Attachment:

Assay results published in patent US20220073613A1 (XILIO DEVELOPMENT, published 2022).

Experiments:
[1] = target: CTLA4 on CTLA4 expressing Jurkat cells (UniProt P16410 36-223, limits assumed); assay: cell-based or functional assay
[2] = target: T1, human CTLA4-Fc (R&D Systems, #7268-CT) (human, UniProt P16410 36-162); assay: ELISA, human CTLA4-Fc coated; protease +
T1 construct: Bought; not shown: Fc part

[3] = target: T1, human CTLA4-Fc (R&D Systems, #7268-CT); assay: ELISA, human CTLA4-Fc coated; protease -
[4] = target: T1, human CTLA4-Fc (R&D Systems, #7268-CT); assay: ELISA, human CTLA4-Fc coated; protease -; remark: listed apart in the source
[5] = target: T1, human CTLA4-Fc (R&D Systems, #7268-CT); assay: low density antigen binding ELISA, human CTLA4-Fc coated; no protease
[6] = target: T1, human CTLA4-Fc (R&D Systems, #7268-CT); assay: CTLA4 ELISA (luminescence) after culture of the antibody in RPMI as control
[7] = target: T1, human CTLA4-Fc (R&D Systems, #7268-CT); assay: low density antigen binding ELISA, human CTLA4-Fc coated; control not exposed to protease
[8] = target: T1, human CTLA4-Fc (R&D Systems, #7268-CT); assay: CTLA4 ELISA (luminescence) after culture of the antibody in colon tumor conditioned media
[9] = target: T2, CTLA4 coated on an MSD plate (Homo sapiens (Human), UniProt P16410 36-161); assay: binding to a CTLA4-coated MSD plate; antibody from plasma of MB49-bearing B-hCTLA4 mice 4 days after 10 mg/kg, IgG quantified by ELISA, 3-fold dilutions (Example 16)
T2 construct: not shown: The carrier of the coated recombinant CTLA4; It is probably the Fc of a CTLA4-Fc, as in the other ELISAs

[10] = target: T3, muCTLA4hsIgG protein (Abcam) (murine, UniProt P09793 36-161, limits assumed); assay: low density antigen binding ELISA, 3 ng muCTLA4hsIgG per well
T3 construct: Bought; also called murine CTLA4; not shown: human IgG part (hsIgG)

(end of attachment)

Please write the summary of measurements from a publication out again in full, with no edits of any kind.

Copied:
Assay results published in patent US20220073613A1 (XILIO DEVELOPMENT, published 2022).

Experiments:
[1] = target: CTLA4 on CTLA4 expressing Jurkat cells (UniProt P16410 36-223, limits assumed); assay: cell-based or functional assay
[2] = target: T1, human CTLA4-Fc (R&D Systems, #7268-CT) (human, UniProt P16410 36-162); assay: ELISA, human CTLA4-Fc coated; protease +
T1 construct: Bought; not shown: Fc part

[3] = target: T1, human CTLA4-Fc (R&D Systems, #7268-CT); assay: ELISA, human CTLA4-Fc coated; protease -
[4] = target: T1, human CTLA4-Fc (R&D Systems, #7268-CT); assay: ELISA, human CTLA4-Fc coated; protease -; remark: listed apart in the source
[5] = target: T1, human CTLA4-Fc (R&D Systems, #7268-CT); assay: low density antigen binding ELISA, human CTLA4-Fc coated; no protease
[6] = target: T1, human CTLA4-Fc (R&D Systems, #7268-CT); assay: CTLA4 ELISA (luminescence) after culture of the antibody in RPMI as control
[7] = target: T1, human CTLA4-Fc (R&D Systems, #7268-CT); assay: low density antigen binding ELISA, human CTLA4-Fc coated; control not exposed to protease
[8] = target: T1, human CTLA4-Fc (R&D Systems, #7268-CT); assay: CTLA4 ELISA (luminescence) after culture of the antibody in colon tumor conditioned media
[9] = target: T2, CTLA4 coated on an MSD plate (Homo sapiens (Human), UniProt P16410 36-161); assay: binding to a CTLA4-coated MSD plate; antibody from plasma of MB49-bearing B-hCTLA4 mice 4 days after 10 mg/kg, IgG quantified by ELISA, 3-fold dilutions (Example 16)
T2 construct: not shown: The carrier of the coated recombinant CTLA4; It is probably the Fc of a CTLA4-Fc, as in the other ELISAs

[10] = target: T3, muCTLA4hsIgG protein (Abcam) (murine, UniProt P09793 36-161, limits assumed); assay: low density antigen binding ELISA, 3 ng muCTLA4hsIgG per well
T3 construct: Bought; also called murine CTLA4; not shown: human IgG part (hsIgG)